The outer sides of the valve body 120 are recessed as at 140 and 142 with threaded surfaces to receive threaded inlet and outlet fittings 144 and 146, the fittings being adapted for connection to suitable piping or 'the like and .having inner passage openings 148 and v 150 formed to register with the orifices of the respective inlet and outlet orifice plates 136 and 138. I

A harness type seal, having upper and lower annular portions 152 and 154 connected by a pair of longitudinal side portions 156, is positioned in appropriate recesses provided on the inner surface of the valve bore 126 for sealing the device against fluid leakage as heretofore explained in relation to the modification of FIGS. lthrough 8.

In this modification, the valve body 120 and its accompanying parts may readily be removed from the upper housing portion .14 and replaced with a valve body having differently sized or dimensioned bore and ports. Also, the flow control valve 130 may easily be removed and replaced merely by removing the lower end cap 128 and unscrewing the valve 130 from the valve body 120. The orifice plates 136 and 138 may readily be changed merely by removing the respective inlet and outlet fittings 144 and 146.

Finally, a further modification of the invention is shown in FIGS. 13 through 18 in which a valve body 158, similar to the valve body of FIGS. 9-12 has an upper flange secured to the upper housing 14 by thumb screws 162 or the like. A valve bore 164 is provided in the valve body 158 for a flow control valve 166. The lower end of the valve bore 164 is closed by an end cap 168 secured to the valve body 158 by any means such as screws 170.

In this modification, the valve body 158 is provided with a standard size inlet port 172 and an outlet port 174 in which is carried anoutlet orifice plate 176 which has its inner surface 178 arcuately shaped complementary to the cylindrical surface of the flow control valve 166. Inlet and outlet fittings 180 and 182 are adapted to be screw-threaded into recesses 184 and 186 provided in the valve body 158, the outlet fitting 182 serving to retain the outlet orifice plate 176 in place.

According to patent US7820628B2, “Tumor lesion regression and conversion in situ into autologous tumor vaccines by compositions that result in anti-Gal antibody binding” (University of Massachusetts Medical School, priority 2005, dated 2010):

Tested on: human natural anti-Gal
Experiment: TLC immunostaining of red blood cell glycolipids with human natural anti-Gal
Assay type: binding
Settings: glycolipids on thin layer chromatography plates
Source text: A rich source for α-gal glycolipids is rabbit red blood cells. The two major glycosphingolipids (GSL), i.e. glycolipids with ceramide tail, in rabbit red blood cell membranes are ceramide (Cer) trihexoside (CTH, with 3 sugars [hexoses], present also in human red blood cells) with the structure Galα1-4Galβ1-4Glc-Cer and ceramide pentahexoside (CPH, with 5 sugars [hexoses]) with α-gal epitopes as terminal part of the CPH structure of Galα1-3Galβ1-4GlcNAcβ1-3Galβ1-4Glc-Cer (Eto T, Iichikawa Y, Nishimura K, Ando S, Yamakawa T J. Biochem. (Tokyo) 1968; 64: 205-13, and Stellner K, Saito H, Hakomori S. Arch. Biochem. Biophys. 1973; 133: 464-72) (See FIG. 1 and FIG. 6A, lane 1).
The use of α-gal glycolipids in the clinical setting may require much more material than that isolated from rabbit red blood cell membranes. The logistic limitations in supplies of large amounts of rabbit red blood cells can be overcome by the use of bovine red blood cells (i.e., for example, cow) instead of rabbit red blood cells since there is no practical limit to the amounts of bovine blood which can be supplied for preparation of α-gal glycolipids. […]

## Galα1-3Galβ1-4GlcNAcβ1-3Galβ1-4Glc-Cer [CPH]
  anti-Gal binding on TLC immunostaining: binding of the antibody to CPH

A harness seal having upper and lower annular portions 188 and 190 connected by four longitudinal side seal portions 192 is provided in appropriate recesses on the outer surface of the flow control valve 166 as shown in FIG. 18 for sealing, as the flow control valve 166 rotates and moves. axially within the valve bore 164.

Although I have described only a few embodiments of my invention, it will be apparent to one skilled in the art to which the invention pertains that various changes and modifications may be made therein without departing from the spirit of the invention or the scope of the appended claims.

lclaim:

1. A flow control valve structure comprising:

a. a support housing having a longitudinal cylindrical bore therein, said bore having a closed end, and an inlet and an outlet port axially aligned andopening through said housing to opposite sides of said cylindrical bore, a portion of said inlet and outlet ports opening to said bore at said closed end;